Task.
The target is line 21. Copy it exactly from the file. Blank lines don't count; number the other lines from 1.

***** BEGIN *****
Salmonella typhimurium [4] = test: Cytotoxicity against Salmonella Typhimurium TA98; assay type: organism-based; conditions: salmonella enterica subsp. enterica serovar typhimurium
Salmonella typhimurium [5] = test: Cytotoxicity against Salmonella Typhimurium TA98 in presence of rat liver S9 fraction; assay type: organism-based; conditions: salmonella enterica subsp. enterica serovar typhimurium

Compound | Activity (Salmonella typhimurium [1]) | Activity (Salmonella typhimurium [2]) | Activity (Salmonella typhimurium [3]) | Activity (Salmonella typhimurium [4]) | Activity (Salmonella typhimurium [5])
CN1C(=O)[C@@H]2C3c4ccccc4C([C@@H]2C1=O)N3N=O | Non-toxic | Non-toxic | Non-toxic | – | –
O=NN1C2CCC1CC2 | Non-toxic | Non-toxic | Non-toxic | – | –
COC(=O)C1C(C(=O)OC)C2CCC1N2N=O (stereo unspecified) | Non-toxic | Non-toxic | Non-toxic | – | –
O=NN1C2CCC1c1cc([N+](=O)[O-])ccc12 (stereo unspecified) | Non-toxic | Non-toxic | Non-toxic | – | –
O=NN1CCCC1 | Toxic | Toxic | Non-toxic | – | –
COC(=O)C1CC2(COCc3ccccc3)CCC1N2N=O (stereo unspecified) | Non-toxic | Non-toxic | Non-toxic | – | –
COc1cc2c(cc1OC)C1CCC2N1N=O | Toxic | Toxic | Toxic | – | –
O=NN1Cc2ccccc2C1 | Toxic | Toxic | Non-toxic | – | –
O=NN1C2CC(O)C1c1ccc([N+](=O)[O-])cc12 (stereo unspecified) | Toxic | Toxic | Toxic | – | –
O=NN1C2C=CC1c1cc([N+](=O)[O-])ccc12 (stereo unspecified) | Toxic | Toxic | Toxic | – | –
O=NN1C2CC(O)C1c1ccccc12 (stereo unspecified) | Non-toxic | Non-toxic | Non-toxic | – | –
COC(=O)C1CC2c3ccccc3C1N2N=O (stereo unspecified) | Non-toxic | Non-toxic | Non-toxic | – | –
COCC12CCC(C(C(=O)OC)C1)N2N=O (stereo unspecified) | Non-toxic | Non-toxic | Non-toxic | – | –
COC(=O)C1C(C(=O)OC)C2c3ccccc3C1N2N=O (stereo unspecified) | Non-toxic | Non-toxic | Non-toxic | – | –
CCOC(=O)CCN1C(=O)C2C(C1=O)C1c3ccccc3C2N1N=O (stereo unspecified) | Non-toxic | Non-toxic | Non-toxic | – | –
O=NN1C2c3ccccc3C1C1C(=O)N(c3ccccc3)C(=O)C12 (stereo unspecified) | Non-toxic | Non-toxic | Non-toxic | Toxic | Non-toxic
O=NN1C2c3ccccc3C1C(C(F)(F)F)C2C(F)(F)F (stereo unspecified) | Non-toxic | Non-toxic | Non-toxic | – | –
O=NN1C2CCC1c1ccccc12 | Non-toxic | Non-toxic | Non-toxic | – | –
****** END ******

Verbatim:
O=NN1C2CCC1c1ccccc12 | Non-toxic | Non-toxic | Non-toxic | – | –